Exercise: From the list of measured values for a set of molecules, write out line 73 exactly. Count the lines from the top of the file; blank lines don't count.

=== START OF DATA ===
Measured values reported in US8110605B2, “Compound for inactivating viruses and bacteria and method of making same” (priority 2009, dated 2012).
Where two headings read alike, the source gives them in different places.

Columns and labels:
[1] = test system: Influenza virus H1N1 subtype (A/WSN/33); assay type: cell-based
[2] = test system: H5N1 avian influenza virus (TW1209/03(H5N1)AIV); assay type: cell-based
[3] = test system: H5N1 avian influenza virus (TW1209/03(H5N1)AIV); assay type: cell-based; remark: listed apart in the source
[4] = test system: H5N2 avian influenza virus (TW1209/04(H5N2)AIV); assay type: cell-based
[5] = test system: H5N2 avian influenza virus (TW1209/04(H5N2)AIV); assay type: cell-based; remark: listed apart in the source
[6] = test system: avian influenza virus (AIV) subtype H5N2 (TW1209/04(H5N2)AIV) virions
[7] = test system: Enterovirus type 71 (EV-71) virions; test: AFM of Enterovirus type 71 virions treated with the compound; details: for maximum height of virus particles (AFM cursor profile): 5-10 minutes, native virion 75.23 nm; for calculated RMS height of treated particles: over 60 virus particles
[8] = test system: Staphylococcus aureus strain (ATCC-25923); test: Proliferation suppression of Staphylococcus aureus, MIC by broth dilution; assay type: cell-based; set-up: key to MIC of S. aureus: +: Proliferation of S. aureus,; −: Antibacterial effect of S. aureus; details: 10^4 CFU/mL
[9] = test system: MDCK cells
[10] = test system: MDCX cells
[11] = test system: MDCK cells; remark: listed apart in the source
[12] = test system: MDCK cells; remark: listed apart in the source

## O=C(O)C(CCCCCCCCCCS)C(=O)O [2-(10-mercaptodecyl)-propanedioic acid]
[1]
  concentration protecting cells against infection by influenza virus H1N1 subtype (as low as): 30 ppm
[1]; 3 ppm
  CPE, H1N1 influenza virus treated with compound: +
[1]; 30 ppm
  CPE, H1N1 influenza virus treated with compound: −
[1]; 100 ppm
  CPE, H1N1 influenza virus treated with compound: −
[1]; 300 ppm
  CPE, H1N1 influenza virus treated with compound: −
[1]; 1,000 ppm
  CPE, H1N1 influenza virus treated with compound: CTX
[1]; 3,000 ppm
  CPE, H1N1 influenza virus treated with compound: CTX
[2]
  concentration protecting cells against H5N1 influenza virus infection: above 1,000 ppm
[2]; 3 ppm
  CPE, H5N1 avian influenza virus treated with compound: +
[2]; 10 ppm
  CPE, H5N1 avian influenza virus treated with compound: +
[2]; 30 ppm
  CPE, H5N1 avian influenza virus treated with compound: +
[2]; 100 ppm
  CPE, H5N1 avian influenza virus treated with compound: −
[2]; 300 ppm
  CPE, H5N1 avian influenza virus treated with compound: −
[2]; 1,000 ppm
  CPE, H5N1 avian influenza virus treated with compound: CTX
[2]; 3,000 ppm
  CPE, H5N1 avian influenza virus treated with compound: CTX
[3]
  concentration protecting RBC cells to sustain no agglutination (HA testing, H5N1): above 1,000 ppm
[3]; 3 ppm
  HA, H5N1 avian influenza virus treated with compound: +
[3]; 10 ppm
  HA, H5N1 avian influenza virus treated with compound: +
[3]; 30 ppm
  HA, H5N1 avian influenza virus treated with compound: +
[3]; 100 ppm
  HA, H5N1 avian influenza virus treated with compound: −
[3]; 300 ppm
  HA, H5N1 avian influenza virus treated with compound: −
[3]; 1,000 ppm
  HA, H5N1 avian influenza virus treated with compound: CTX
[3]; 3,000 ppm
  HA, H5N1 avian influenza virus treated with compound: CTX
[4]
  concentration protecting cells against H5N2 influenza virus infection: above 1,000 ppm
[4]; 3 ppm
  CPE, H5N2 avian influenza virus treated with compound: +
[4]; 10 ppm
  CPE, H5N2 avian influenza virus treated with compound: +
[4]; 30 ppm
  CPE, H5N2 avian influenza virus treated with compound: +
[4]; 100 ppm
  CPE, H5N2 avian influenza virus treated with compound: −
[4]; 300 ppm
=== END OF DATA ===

[4]; 300 ppm